When I returned from Paris after a year of being an au pair girl, it was strange, but nothing like this. As for this: “raw, fermented sting ray…steamed silkworms….and bloody pig intestines.”—-Oh my, I would’ve gotten awfully skinny if those were my choices!

    • Yeah, those things she didn’t enjoy, but for the most part, she felt their food was so much better than ours. I set her up with a rice cooker, 25 pounds of rice, seaweed and kimchi makings to get her through college. Now she just has to buy her fresh produce and eggs. Her roommates might hate her for the smell of kimchi though–it’s very strong.

        • I made pizza the other day and she had to cover her slice with kimchi. I don’t mind kimchi with rice, but the pizza thing she pulled was just down-right weird.

            • I love pizza too, although the older I get, I want the good, expensive pizza–not the cheap $5 ones that we’ve survived on most my life. And if it was between a slice of pizza and a banana-nutella crepe…crepe would win. Quiche wouldn’t. Cinnamon roll or brownie would trump them all though.

              • I rarely eat pizza now. Nowhere near what my teen sons do. But if one of them gets one on the weekend, I’ll usually cut off a crust. I don’t have that teenage metabolism anymore, so pizza has become a luxury. Sigh.

                • Yeah, I don’t get tons of pizza either. Right now, I’m stressing over spaghetti. My senior signed me up (without my okay) to feed 50-80 cross country kids for the spaghetti feed tomorrow. That might get a little hairy here. Eeeks! I’m wishing I could just feed them all pizza. It would be much easier than cooking that much spaghetti.

  6. Talk About Culture Shock! Sounds like she immersed herself in the culture, the people, the food, etc. while over there. I have experienced culture shock in my travels – the crazy driving, the food and the markets to buy food, etc. It is quite the adventure and the experience though 🙂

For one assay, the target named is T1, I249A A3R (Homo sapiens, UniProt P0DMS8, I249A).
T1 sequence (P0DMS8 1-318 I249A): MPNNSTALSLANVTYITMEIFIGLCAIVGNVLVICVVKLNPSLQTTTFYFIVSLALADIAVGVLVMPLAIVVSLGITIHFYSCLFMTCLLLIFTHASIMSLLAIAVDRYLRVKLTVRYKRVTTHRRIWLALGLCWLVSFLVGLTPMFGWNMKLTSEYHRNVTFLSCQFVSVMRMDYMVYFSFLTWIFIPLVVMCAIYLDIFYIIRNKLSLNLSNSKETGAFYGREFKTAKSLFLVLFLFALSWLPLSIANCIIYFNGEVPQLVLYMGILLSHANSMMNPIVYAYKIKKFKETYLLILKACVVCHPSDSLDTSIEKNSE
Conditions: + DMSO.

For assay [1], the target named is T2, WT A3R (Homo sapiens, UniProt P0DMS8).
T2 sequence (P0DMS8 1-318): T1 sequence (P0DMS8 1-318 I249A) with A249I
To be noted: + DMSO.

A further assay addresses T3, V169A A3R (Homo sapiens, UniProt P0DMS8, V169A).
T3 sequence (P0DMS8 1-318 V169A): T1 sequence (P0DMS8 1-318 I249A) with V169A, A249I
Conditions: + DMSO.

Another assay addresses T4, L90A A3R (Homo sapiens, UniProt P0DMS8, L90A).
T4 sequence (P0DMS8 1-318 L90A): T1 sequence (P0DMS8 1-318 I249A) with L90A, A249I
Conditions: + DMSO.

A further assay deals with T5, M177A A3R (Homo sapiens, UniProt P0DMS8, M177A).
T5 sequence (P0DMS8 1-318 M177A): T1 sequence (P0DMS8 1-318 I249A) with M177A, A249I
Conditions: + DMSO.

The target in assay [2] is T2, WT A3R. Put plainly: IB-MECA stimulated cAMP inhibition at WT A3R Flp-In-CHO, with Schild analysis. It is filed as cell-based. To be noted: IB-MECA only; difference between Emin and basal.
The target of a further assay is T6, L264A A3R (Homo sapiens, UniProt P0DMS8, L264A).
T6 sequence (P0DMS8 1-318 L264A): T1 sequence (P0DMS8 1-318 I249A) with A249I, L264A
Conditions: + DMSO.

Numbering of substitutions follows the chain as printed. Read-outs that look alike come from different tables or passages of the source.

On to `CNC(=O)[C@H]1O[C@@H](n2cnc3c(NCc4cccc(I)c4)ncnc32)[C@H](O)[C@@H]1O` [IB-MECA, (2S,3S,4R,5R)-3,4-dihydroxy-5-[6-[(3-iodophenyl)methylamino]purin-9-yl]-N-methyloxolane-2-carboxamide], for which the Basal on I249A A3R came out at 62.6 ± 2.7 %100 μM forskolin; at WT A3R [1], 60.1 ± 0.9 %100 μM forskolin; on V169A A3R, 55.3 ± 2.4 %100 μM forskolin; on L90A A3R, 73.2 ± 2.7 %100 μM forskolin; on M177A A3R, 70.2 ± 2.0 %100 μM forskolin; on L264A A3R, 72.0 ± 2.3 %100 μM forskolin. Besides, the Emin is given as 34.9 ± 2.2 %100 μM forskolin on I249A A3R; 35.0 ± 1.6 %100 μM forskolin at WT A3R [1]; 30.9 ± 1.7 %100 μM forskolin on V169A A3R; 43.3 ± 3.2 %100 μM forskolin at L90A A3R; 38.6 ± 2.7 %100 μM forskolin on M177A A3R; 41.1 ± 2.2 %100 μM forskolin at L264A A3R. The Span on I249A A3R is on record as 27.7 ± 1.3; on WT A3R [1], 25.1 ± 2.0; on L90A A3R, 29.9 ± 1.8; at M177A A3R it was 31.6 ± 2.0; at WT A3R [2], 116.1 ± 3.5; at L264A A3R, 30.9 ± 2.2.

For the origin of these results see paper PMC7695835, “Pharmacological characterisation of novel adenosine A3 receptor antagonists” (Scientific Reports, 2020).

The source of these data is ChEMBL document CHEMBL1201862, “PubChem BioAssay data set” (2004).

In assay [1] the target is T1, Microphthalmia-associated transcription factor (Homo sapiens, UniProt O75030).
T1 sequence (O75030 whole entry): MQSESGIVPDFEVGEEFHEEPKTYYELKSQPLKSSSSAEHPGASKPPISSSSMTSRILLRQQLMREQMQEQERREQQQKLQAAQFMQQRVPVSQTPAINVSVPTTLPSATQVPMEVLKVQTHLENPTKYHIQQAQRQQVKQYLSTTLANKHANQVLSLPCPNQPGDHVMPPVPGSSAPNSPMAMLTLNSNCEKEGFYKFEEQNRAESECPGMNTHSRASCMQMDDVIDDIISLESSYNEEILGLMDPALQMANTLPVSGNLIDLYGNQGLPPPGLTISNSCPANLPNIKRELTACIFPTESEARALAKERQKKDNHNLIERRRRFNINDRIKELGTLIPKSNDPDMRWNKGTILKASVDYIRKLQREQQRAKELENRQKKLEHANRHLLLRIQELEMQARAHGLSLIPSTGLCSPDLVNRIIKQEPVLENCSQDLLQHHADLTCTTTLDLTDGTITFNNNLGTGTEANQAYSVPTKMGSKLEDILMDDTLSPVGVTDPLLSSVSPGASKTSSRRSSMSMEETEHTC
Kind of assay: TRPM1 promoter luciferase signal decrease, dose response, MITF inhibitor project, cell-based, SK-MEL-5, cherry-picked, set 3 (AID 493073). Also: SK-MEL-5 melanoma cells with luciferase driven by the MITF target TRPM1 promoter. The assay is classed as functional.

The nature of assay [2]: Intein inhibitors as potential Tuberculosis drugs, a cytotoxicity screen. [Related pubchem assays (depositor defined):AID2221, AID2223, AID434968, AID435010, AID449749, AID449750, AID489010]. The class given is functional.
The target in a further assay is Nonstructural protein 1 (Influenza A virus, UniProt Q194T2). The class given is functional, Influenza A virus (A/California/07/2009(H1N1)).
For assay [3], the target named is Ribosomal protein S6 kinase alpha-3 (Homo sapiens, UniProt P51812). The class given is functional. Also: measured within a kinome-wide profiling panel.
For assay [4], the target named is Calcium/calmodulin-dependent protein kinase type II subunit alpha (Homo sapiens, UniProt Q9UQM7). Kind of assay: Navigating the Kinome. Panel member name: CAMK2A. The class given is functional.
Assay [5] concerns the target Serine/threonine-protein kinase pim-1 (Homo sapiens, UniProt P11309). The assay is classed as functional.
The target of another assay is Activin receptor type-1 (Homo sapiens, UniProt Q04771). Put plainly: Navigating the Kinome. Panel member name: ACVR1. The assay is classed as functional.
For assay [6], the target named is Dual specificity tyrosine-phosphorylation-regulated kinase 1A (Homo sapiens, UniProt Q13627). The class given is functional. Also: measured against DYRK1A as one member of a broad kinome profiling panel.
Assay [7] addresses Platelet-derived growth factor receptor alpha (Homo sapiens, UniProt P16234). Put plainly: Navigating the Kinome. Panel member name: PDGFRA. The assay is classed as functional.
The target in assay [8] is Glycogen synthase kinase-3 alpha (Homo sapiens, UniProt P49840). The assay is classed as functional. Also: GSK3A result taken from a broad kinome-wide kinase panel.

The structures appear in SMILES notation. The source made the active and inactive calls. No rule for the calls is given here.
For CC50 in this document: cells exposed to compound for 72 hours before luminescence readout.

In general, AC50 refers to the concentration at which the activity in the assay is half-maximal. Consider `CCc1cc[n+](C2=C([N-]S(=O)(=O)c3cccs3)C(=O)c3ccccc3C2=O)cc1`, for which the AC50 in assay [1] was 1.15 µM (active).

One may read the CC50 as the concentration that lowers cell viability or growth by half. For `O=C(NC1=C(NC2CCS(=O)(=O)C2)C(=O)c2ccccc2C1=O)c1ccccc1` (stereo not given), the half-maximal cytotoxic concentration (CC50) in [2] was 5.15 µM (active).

I do wash my rice and use a rice cooker. I am not a fan of spicy though – have the Tums at the ready – ha!

    Happy Day – Enjoy!

  7. This is so interesting to me! I saw this same kind of culture shock in my two sons who returned from their missions in Japan and one who served in South Africa. It was especially strong in the latter as he saw such extreme poverty in Africa and had difficulty justifying the waste and wealth in our little area of Utah when he returned. It’s so enlightening to see things through new eyes when a child returns from a foreign mission.

    • Yeah, it is. I felt that culture shock about poverty and waste here after only a week in Egypt…so I’m sure your son spending 2 years in Africa really had it bad.

    • Oh, I’m sure you would have done so good that you would have been begging people to feed you that fermented stingray that numbed your throat and stomach as it made it’s way down to be digested. Hee hee.

  8. I lived in Korea for almost a year and a half, but I didn’t love the food, so I’m impressed by how much your daughter loved it. I think you see everything differently when you’re a missionary. So glad she’s back safe and sound–and that she had a wonderful experience!

    • Yeah, missionaries seem more willing to try new things than us set-in-our-way adults do. She has a one track mind now with kimchi though. She is always looking for some good kimchi to eat. I can hardly eat much because it is so HOT.

  9. I’ve never tried kimchi, Char, but one of my son’s majors at university was Korean so no doubt he’ll tell me it’s tasty and awesome. He worked at the Thai Burma border in a refugee camp for a few months in 2012. When he came back he was quite different and extremely grateful he grew up in a free democracy. That really was a culture shock for him 😉

    • That’s awesome about your son. My daughter loves everything and everyone associated with Korea now. Living in a different culture is such a neat experience for them. I’m sure the Thai Burma border refugee camp was crazy. Good for him!